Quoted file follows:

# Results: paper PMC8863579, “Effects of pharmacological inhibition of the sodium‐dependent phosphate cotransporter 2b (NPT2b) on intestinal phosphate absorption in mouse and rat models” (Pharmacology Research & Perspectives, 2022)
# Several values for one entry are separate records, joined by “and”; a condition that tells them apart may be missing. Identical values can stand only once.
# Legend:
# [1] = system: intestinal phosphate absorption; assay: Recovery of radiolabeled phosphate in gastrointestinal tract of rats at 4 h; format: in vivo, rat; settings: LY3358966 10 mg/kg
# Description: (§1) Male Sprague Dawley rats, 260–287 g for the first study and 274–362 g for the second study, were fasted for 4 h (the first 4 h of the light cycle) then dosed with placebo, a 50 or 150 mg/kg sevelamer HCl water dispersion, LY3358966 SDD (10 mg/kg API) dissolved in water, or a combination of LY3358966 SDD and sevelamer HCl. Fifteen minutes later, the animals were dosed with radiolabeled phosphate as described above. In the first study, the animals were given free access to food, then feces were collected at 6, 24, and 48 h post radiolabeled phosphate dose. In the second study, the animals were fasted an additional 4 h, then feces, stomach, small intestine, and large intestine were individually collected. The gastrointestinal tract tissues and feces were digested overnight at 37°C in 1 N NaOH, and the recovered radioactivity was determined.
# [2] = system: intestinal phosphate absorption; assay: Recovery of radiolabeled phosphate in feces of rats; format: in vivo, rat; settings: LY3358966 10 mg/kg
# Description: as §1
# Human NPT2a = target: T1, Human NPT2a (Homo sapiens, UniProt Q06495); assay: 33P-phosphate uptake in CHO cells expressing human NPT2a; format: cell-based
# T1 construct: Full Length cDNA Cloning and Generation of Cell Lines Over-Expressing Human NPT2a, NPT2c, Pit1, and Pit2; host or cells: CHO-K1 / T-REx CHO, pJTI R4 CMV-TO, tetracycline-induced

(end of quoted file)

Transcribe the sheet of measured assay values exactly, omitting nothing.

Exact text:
# Results: paper PMC8863579, “Effects of pharmacological inhibition of the sodium‐dependent phosphate cotransporter 2b (NPT2b) on intestinal phosphate absorption in mouse and rat models” (Pharmacology Research & Perspectives, 2022)
# Several values for one entry are separate records, joined by “and”; a condition that tells them apart may be missing. Identical values can stand only once.
# Legend:
# [1] = system: intestinal phosphate absorption; assay: Recovery of radiolabeled phosphate in gastrointestinal tract of rats at 4 h; format: in vivo, rat; settings: LY3358966 10 mg/kg
# Description: (§1) Male Sprague Dawley rats, 260–287 g for the first study and 274–362 g for the second study, were fasted for 4 h (the first 4 h of the light cycle) then dosed with placebo, a 50 or 150 mg/kg sevelamer HCl water dispersion, LY3358966 SDD (10 mg/kg API) dissolved in water, or a combination of LY3358966 SDD and sevelamer HCl. Fifteen minutes later, the animals were dosed with radiolabeled phosphate as described above. In the first study, the animals were given free access to food, then feces were collected at 6, 24, and 48 h post radiolabeled phosphate dose. In the second study, the animals were fasted an additional 4 h, then feces, stomach, small intestine, and large intestine were individually collected. The gastrointestinal tract tissues and feces were digested overnight at 37°C in 1 N NaOH, and the recovered radioactivity was determined.
# [2] = system: intestinal phosphate absorption; assay: Recovery of radiolabeled phosphate in feces of rats; format: in vivo, rat; settings: LY3358966 10 mg/kg
# Description: as §1
# Human NPT2a = target: T1, Human NPT2a (Homo sapiens, UniProt Q06495); assay: 33P-phosphate uptake in CHO cells expressing human NPT2a; format: cell-based
# T1 construct: Full Length cDNA Cloning and Generation of Cell Lines Over-Expressing Human NPT2a, NPT2c, Pit1, and Pit2; host or cells: CHO-K1 / T-REx CHO, pJTI R4 CMV-TO, tetracycline-induced